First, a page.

44 years ago this week, our family moved from Panama City, Panama to Barstow, California.
It was August 16th, 1970, on a Sunday. About 100 people came to the Tocumen Airport in Panama City to say goodbye. I can’t imagine what my parents were going through that afternoon. A young couple, 44 and 42 with five children ages 5 to 16, all heading to a small city in the high desert in California.
In Barstow we would be the new family with a new address on Fenoak Drive. All of us, Ana, Roger, Carlos, Tobias and myself, going to new schools with new friends, new surroundings; the differences in culture, traditions, weather, schools, vegetation, all radically different.
We flew to the US on a direct flight, Panama to Los Angeles, the carrier, Pan Am. I vividly remember the late night landing at LAX a magical introduction to our new world. Because my DAD was coming to the US as a non-citizen, we had a long delay in the immigration process. And because of our late evening arrival we spent the night at a big chain hotel close to the airport, I think the Hilton property on Century Blvd.
When we all got settled in the hotel, my parents ordered room service and the magic continued. The hamburgers and french-fries for a family of 7 wheeled into the room on a large serving cart with a fancy white tablecloth and a large silver dome covering the serving platters with the meals. As children we’d never seen something like this before and the hotel staff encouraged the surprise and the magic, we were thrilled. I remember the hamburgers served on large round "serious" dinner plates, we had folded cloth napkins and individual mini ketchup bottles.
My Mom’s dear friend, Marilyn Sward, came to the airport to pick us up and drove us to Barstow the following day. We were in a station wagon convoy, Marilyn’s car and a car my parents rented.
Of all the places we could move to in the US, at that time only two states, California and Florida allowed non-US citizens to practice medicine without re-taking the medical board exams. Even though my DAD went to school in the US, George Washington University and the University of Minnesota and completed his internship and residency at the Mayo Clinic in Rochester, Minnesota, the only two places he could practice as a resident alien, California and Florida.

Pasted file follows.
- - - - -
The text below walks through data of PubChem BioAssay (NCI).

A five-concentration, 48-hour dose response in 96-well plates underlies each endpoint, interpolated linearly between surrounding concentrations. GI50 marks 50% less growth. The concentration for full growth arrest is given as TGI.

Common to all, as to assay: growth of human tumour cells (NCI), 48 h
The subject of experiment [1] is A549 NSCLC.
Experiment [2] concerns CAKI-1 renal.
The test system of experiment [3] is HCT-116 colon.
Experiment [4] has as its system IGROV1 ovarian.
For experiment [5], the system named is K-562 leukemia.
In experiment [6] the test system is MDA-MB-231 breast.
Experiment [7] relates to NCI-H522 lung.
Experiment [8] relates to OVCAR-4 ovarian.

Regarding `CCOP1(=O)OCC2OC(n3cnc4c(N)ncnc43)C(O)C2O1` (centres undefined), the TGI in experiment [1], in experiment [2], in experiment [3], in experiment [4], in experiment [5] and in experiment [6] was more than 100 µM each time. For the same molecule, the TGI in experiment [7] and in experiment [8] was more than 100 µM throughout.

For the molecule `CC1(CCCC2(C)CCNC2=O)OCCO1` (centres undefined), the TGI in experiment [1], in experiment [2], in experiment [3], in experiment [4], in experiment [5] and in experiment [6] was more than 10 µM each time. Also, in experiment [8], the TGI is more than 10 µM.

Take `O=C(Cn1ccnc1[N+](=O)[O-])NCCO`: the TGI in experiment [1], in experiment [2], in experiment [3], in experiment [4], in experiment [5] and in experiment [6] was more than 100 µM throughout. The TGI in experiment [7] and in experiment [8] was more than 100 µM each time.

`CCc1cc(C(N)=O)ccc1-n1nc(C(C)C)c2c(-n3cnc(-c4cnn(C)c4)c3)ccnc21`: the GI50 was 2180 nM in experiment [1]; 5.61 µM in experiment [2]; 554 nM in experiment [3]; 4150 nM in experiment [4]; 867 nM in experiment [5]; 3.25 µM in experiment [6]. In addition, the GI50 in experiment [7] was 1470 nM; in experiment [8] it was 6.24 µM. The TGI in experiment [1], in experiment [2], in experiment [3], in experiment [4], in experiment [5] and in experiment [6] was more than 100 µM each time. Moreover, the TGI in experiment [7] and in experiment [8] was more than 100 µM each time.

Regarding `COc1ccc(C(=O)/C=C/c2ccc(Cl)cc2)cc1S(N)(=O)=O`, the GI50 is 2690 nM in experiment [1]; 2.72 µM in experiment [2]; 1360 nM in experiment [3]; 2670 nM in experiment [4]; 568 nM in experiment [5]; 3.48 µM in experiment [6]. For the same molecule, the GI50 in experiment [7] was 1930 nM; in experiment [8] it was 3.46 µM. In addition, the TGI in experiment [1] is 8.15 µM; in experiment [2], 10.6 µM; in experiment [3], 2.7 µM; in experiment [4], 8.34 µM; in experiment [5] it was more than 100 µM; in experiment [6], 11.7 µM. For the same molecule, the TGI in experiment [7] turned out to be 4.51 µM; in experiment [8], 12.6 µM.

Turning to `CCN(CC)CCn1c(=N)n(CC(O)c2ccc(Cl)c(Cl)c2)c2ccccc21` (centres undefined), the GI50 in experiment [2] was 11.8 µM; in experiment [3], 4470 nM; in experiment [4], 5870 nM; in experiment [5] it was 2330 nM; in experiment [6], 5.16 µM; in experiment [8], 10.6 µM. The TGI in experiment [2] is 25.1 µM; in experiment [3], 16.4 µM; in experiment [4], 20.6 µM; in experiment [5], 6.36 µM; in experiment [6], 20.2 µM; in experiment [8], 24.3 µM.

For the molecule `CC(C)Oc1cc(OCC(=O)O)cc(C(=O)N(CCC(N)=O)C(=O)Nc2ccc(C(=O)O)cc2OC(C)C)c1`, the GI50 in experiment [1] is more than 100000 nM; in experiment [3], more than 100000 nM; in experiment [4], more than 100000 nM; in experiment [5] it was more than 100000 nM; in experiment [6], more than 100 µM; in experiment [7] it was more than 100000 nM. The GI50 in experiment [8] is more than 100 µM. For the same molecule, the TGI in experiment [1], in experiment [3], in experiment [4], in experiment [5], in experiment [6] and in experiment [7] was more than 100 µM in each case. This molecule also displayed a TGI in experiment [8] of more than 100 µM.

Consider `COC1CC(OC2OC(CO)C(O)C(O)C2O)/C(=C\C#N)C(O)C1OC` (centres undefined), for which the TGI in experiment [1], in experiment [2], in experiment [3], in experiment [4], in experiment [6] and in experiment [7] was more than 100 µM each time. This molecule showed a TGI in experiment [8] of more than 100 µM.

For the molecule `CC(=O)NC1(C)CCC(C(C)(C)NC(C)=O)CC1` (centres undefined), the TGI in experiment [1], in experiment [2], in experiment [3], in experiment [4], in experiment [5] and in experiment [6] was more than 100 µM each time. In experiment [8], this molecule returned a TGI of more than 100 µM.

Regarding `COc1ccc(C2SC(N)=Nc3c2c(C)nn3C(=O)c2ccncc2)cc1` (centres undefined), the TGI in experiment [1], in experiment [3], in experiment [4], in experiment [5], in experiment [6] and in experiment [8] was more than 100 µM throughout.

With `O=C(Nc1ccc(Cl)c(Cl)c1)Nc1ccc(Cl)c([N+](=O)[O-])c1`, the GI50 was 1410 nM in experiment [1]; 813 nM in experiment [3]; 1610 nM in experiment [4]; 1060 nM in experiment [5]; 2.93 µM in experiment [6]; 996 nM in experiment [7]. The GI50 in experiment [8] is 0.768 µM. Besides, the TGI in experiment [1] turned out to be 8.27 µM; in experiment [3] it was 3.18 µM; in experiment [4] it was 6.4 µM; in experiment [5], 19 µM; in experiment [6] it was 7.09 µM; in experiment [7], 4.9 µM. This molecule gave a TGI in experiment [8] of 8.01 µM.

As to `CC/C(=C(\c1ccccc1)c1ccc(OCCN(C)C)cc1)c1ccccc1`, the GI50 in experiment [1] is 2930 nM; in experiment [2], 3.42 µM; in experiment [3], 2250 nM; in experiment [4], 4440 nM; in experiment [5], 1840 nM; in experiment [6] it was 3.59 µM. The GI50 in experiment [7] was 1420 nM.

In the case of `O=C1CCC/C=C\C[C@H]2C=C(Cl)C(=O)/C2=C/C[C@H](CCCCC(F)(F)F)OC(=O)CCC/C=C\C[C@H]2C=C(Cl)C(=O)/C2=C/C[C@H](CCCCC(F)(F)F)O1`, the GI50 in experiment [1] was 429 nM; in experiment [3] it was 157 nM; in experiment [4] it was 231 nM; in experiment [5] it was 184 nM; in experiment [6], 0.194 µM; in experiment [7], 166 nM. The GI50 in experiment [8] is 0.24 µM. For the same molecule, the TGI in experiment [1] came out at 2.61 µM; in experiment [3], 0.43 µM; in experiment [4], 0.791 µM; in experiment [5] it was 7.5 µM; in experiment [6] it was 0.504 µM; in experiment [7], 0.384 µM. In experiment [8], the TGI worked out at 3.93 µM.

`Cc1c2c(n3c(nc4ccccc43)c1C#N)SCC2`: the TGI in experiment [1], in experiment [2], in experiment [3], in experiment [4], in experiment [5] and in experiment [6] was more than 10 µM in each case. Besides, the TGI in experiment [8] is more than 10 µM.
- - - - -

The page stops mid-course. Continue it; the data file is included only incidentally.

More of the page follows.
In Panama, my Mom worked as a nurse in the Canal Zone and via a doctor she knew at Gorgas Hospital, my parents made the connection with Dr. Sandy French who had a surgery practice in Barstow. Eventually there were three doctors, French, Sanders & Arosemena and they all worked together for many years. Joani Craig and Barbara Whitson, the amazing ladies that for 25 years managed the office and took care of the patient check in, insurance, payments, etc.
Certainly Barstow was not Panama. My parents made the best of our move, doing everything possible to ensure we were adjusting, making friends, doing well in school and getting on with our lives in the US.
What I will never forget about that journey, coming over the Cajon Pass and seeing the desert landscape for the first time. That area, Hesperia and Victorville certainly was not developed back then, I remember you could see the flat brown desert for miles, no buildings, no houses and certainly no trees. I was amazed, shocked and intrigued all at the same time. I thought we were going nowhere, how could a city really exist in the desert landscape.
When we got to Barstow for the first week we all stayed at Dr. French's home. He and his wife Maxine, were on vacation and they offered us their home and it worked. They lived over the hill from a Safeway shopping center and that became our go to excursion for the first few days. We could walk there and check out all the stores, the laundromat had a machine that exchanged dollars for coins, that was fun and new. That same shopping center had a dime store, Sprouse Reit - that was very popular for all of us. They had toys, comic books, candy and lots of other things to look at, play with, discover and consider.
In the first two years, we got a new swimming pool. We moved to a new house on College Court. We visited every theme park in the Southern California area. Ana had a special birthday celebration for her 16th birthday, my parents took her to Las Vegas to see Tom Jones. And our grandparents from Panama came to visit often and we also went to Panama during summer vacations.
As children we managed, I think it was hardest for Ana because she was at the 15, 16 year age – social norms much different, Catholic school versus public school, all that kind of stuff. And then Mom was diagnosed with ovarian cancer in May of 1972. Stage 4, it was simply awful.
Over the years as I’ve looked back, as I learned about what my parents did and why, as I matured and realized that life does indeed deliver choices and situations that sometimes require extremely difficult decisions, I appreciate and love my parents for caring about us and especially for considering our futures.
My Dad wanted to provide for his family, he wanted all of his children to get a college education, he wanted us to have the same opportunities his parents gave him and his brother.
My Dad left Panama because of politics, because of the then military dictatorship of Omar Torrijos. The story is complicated, the summary version, my Dad did not want his life and the life of his family along with his calling and passion as a medical doctor to be at the whim of someone else’s temporary power and political role. It was that simple.
25 years after arriving in Barstow, my Dad retired and moved back to his home country, Panama, where he lived until his passing in 2003.
Both of my parents are resting peacefully in the crypt at the Santuario Nacional Church in Panama City. Their souls reunited in the heaven where they watch over all of us with joy.